I. A Plan Without A Master
The plan is to invent the means in a common experiment launched from any kitchen, any back porch, any basement, any hall, any park bench, any improvised party, every night […] planning in the undercommons is not an activity, not fishing or dancing or teaching or loving, but the ceaseless experiment with the futurial presence of the forms of life that make such activities possible.
— Fred Moten and Stephano Harney, The Undercommons
A wall of ice spanned the plaza of a shopping center in Zhengzhou, China, each massive brick encasing a consumer good. This installation, Ice · 96 Central China by the artist Wang Jin (王晉), allegorized the Cold War thaw, and the deluge of commodities that followed in China. City residents did not wait for the wall to melt, as he had planned. They took up picks, rocks, and even spears to liberate the goods themselves.
I was born in the 1990s a few years before Wang’s project, in an affluent corner of Beijing, in a cemetery of central plans, at the end of a century of men who laid plans like hens lay eggs.
In its time, central planning was not just a method, but an ethic. Think of Otto Neurath’s command-and-control war economy, or Robert Moses’s ruthless reshaping of New York City’s transport; or the feminist vision and racist effects of Margaret Sangers’s revisioning of the family. Since the time of the planners, walls have come down: the economy, the city, and the family have each — in their own ways — been declared markets, much the way wars are declared.
Conventional wisdom has it that human society is too complex for any planner to wrangle. My mother likes to say, “You can’t even take care of yourself, and you’re going to worry about other people?” In the market, everyone takes care of themselves, and if they don’t, at least we take care of ourselves. Economist János Kornai calls this the “Hard Budget Constraint.”
This idea of the market, as an efficient means of sorting information, was staked out in a pitched battle between markets and plans called, retroactively, the Socialist Calculation Debate. The question was: is it possible to efficiently allocate the factors of production through central planning? Nearly a hundred years later, it’s clear that markets won, but back then the most common answer was surprisingly, resoundingly in favor of planning. We could have the market as pricing mechanism without competition as a political reality. With a model that was smart enough, and computers that were fast enough, a state could capture the benefits of competition far better than a free market. (The latter had an icky way of turning into monopolies and oligopolies.) Exeunt the market, enter the plan, which was destined to transcend the market like an actor transcends her character.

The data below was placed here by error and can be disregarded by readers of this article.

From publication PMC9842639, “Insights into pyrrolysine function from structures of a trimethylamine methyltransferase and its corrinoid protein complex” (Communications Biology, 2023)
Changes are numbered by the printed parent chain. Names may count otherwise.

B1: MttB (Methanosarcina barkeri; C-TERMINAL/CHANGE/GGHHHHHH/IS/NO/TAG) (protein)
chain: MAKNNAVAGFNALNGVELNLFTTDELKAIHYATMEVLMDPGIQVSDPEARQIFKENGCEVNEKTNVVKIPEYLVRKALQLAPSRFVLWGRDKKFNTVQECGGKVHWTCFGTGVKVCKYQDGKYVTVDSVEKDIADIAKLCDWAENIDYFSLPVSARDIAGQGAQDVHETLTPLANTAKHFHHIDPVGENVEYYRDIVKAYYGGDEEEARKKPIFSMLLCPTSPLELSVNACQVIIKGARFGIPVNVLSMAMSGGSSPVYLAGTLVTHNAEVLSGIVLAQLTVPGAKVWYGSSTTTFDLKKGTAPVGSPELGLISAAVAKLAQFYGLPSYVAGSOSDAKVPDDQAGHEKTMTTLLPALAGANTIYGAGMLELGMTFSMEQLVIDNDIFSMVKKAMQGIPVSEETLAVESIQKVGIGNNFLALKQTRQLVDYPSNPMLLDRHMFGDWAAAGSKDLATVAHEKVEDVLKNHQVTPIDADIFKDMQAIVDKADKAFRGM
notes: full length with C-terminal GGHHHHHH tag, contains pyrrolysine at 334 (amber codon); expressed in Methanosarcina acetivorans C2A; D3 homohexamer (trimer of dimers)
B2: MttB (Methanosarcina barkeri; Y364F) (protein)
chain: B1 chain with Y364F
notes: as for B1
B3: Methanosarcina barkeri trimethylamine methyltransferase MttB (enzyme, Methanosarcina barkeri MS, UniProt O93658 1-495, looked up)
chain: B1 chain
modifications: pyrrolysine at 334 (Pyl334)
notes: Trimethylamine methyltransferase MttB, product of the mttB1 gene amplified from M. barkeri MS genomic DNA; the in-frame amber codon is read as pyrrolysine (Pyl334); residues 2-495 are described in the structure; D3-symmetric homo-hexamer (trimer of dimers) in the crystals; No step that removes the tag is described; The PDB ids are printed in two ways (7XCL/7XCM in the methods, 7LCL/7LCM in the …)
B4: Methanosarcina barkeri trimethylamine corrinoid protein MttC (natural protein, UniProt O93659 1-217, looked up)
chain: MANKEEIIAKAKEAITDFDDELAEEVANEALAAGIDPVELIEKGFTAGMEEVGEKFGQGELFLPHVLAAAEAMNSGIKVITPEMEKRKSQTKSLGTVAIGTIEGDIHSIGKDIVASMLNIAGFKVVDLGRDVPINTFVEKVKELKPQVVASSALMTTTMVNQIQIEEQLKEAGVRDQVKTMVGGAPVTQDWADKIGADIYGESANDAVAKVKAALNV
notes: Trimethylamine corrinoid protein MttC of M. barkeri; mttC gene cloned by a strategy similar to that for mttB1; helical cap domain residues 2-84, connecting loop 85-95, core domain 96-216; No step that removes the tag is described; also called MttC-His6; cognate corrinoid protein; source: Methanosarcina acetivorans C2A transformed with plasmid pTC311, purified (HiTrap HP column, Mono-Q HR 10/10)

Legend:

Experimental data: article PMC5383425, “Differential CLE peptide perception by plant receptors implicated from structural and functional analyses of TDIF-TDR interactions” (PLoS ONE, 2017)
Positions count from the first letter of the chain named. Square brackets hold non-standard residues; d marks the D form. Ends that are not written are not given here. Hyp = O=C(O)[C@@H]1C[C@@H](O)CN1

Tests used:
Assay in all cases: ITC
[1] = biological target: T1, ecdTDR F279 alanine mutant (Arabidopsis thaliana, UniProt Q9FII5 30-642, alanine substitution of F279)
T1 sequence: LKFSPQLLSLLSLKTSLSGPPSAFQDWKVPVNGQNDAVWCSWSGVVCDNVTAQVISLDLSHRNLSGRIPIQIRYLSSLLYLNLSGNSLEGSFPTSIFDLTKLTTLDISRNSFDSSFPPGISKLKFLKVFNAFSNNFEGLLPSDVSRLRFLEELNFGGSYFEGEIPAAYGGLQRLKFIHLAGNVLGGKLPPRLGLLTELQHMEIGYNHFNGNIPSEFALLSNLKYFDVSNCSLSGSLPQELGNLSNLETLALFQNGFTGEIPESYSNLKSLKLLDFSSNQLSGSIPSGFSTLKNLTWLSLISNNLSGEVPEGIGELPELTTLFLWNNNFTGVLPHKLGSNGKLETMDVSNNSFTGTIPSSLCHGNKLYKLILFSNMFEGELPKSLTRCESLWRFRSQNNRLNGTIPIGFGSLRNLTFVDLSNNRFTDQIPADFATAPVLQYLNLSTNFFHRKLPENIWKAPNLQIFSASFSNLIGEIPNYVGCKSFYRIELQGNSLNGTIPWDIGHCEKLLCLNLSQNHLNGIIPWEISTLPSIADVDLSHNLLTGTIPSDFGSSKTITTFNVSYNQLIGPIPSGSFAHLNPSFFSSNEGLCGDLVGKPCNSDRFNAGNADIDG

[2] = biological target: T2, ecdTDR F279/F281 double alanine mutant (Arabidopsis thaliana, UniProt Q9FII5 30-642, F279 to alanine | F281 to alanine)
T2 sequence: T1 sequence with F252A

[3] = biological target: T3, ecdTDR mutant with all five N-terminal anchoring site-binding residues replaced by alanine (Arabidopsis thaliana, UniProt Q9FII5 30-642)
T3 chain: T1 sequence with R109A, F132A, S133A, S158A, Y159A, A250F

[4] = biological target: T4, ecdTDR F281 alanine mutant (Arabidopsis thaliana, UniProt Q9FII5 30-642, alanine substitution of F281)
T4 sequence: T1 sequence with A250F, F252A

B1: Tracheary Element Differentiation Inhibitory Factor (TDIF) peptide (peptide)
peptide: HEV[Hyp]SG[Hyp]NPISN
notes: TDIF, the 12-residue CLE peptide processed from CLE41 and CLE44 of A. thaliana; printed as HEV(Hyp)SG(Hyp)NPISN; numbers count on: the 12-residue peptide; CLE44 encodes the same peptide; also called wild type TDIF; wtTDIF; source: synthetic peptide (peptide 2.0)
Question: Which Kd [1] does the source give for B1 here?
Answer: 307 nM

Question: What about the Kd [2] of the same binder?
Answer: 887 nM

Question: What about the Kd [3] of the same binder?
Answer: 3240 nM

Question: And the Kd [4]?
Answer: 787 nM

This once-orthodox stance has since come to seem heretical. As Johanna Bockman explains in Markets in the Name of Socialism, reviewed here, “while [neoclassical] economists often objected to socialism as a practical goal of economic policy, they used socialism in the form of a central planner as a tool to develop neoclassical economics.” Léon Walras, the founder of marginalism, imagined the market as an auctioneer. One theorist of simulated prices went a step further, insisting that “the market simulates the electronic analogue computer. In other words, the market may be considered as a computer sui generis.”
The problem with planning, then, was never an economic one. The theory checked out and the math worked fine. The Austrian School, as represented by Ludwig von Mises and Friedrich Hayek, won the Socialist Calculation Debate not as economic but as political theorists: they held that any project of central planning would inevitably divide the world into planners and the planned. This is the libertarian critique that secures neoliberal market ideology; Hayek, the intellectual hero of the free-market right, famously termed the hubris of the central planner (whether corporate or socialist) the “fatal conceit.” I wish that more of us on the putative left would read Hayek’s unrelenting assault on institutionalism.